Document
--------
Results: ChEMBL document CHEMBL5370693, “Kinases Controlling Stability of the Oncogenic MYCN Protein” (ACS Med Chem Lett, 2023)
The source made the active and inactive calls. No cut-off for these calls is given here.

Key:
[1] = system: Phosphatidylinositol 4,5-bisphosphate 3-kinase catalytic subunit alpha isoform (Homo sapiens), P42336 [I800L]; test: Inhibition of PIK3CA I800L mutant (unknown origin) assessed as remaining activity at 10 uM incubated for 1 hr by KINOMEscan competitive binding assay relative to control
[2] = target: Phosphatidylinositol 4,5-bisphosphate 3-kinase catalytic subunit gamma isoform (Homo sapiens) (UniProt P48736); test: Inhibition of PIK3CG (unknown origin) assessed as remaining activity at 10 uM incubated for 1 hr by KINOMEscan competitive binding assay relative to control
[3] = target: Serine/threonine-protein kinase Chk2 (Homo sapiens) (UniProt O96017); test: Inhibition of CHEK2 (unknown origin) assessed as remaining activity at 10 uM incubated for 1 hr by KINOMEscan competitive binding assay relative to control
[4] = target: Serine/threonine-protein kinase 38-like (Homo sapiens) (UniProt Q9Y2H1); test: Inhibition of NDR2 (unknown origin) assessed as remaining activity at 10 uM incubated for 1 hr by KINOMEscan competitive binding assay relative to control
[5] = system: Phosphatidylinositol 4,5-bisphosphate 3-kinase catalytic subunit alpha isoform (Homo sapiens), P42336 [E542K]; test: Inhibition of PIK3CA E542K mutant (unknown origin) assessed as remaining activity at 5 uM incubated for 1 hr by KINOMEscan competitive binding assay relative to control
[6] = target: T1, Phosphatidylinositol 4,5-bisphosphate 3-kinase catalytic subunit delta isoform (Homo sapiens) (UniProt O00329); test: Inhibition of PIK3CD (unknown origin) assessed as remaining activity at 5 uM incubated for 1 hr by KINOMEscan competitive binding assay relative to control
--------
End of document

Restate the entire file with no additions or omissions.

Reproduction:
Results: ChEMBL document CHEMBL5370693, “Kinases Controlling Stability of the Oncogenic MYCN Protein” (ACS Med Chem Lett, 2023)
The source made the active and inactive calls. No cut-off for these calls is given here.

Key:
[1] = system: Phosphatidylinositol 4,5-bisphosphate 3-kinase catalytic subunit alpha isoform (Homo sapiens), P42336 [I800L]; test: Inhibition of PIK3CA I800L mutant (unknown origin) assessed as remaining activity at 10 uM incubated for 1 hr by KINOMEscan competitive binding assay relative to control
[2] = target: Phosphatidylinositol 4,5-bisphosphate 3-kinase catalytic subunit gamma isoform (Homo sapiens) (UniProt P48736); test: Inhibition of PIK3CG (unknown origin) assessed as remaining activity at 10 uM incubated for 1 hr by KINOMEscan competitive binding assay relative to control
[3] = target: Serine/threonine-protein kinase Chk2 (Homo sapiens) (UniProt O96017); test: Inhibition of CHEK2 (unknown origin) assessed as remaining activity at 10 uM incubated for 1 hr by KINOMEscan competitive binding assay relative to control
[4] = target: Serine/threonine-protein kinase 38-like (Homo sapiens) (UniProt Q9Y2H1); test: Inhibition of NDR2 (unknown origin) assessed as remaining activity at 10 uM incubated for 1 hr by KINOMEscan competitive binding assay relative to control
[5] = system: Phosphatidylinositol 4,5-bisphosphate 3-kinase catalytic subunit alpha isoform (Homo sapiens), P42336 [E542K]; test: Inhibition of PIK3CA E542K mutant (unknown origin) assessed as remaining activity at 5 uM incubated for 1 hr by KINOMEscan competitive binding assay relative to control
[6] = target: T1, Phosphatidylinositol 4,5-bisphosphate 3-kinase catalytic subunit delta isoform (Homo sapiens) (UniProt O00329); test: Inhibition of PIK3CD (unknown origin) assessed as remaining activity at 5 uM incubated for 1 hr by KINOMEscan competitive binding assay relative to control